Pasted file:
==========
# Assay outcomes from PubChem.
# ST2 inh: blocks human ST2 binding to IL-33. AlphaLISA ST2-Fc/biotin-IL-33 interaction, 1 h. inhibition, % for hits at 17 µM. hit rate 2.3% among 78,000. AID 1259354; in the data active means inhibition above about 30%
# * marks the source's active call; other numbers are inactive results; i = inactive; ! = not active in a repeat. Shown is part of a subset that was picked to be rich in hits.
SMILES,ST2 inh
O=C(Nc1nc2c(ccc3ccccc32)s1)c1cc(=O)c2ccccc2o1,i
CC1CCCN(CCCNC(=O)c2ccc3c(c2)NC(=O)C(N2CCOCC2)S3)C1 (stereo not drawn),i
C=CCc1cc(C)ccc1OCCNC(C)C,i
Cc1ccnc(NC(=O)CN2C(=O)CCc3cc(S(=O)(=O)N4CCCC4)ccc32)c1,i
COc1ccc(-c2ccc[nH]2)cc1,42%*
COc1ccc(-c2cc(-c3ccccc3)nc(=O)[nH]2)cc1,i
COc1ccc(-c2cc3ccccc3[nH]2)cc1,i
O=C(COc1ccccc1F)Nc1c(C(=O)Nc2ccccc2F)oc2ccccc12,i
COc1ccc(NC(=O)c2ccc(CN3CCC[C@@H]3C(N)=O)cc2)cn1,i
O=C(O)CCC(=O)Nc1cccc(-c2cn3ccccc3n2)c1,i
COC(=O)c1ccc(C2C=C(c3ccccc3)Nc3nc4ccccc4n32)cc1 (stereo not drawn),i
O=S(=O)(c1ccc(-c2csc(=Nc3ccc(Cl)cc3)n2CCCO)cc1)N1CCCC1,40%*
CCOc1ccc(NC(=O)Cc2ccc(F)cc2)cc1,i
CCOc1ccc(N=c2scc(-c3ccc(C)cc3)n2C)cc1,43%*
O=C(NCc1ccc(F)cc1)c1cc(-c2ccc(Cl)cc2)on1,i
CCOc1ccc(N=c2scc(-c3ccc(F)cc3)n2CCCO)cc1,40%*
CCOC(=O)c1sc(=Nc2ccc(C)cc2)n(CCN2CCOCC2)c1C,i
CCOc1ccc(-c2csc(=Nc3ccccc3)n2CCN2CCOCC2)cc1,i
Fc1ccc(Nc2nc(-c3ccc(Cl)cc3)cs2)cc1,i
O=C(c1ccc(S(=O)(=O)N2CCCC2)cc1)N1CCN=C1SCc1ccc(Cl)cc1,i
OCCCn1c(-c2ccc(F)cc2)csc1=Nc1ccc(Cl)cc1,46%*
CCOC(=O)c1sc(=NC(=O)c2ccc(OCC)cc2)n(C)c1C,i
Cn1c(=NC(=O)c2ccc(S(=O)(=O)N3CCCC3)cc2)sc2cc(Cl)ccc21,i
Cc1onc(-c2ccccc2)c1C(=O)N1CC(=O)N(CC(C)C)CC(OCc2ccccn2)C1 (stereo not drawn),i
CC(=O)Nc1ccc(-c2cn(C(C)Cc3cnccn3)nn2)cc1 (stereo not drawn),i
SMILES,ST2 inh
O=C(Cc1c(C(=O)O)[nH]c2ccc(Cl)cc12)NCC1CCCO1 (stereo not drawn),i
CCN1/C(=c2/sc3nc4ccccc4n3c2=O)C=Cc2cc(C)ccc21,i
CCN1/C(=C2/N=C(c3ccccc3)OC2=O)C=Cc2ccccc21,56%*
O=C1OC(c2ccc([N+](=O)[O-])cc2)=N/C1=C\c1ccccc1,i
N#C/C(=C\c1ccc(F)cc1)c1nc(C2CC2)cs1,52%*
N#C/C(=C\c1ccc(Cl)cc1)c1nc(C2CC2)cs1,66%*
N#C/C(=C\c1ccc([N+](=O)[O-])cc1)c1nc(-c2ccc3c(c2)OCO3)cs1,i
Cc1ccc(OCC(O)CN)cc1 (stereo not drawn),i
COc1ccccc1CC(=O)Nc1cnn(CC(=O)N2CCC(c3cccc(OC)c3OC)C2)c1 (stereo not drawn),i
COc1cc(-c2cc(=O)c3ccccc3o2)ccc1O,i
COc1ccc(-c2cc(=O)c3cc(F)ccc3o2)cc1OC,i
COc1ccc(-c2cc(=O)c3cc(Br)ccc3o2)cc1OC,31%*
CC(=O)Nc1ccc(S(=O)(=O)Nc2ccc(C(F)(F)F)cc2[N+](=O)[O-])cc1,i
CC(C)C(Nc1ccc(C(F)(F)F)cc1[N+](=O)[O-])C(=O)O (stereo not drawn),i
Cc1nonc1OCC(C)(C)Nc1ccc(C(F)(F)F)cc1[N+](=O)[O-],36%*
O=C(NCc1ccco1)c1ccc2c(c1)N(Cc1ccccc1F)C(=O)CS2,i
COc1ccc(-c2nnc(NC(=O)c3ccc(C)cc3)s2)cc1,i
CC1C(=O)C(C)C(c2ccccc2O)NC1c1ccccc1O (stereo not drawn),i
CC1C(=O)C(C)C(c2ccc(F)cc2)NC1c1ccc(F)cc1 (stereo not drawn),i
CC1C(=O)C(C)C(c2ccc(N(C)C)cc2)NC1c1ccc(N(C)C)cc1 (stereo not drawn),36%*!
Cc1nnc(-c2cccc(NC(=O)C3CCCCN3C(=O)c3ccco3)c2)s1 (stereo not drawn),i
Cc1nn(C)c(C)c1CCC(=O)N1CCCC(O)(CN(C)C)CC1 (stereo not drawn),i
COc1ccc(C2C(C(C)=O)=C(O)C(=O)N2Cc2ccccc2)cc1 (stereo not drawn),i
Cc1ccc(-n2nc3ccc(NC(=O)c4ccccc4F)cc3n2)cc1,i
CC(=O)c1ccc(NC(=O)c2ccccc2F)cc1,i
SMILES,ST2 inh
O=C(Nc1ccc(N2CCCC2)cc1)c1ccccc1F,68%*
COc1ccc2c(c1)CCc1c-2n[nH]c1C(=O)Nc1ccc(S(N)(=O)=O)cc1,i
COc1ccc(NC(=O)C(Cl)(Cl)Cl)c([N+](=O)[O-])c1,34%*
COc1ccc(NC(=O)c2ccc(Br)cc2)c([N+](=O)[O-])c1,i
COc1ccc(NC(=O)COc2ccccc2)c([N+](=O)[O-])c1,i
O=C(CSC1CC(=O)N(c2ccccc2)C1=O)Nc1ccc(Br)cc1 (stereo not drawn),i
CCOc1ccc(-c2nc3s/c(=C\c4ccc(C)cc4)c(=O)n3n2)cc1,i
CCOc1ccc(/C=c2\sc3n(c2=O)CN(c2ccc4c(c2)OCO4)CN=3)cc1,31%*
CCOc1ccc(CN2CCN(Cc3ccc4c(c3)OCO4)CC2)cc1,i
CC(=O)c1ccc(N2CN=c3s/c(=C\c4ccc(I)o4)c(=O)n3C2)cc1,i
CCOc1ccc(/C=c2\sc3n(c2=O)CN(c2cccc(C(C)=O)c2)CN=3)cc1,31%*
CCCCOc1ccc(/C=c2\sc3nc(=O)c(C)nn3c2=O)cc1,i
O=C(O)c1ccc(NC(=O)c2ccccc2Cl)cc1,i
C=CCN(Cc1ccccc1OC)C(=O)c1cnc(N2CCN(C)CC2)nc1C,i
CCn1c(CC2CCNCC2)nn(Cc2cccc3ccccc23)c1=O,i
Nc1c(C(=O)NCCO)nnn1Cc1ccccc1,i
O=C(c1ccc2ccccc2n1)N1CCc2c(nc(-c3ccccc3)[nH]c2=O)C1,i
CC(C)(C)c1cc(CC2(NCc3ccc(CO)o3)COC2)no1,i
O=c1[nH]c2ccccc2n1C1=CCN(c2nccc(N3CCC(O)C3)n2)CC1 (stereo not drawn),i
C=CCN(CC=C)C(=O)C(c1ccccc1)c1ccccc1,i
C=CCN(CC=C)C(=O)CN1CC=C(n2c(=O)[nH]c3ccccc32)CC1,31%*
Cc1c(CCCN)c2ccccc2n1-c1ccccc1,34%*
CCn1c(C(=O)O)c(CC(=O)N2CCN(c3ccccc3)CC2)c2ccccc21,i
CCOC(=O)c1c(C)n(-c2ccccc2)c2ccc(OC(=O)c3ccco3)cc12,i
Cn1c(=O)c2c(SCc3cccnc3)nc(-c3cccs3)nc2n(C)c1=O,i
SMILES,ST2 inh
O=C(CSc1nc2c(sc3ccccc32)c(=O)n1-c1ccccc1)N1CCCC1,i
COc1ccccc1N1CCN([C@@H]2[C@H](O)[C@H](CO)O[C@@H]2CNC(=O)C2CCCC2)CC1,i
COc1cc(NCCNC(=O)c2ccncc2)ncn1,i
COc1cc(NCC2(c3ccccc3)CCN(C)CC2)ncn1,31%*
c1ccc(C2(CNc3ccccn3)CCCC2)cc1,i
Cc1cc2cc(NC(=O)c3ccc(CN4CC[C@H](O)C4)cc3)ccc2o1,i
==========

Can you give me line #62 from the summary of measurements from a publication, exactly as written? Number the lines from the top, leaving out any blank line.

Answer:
O=C(CSC1CC(=O)N(c2ccccc2)C1=O)Nc1ccc(Br)cc1 (stereo not drawn),i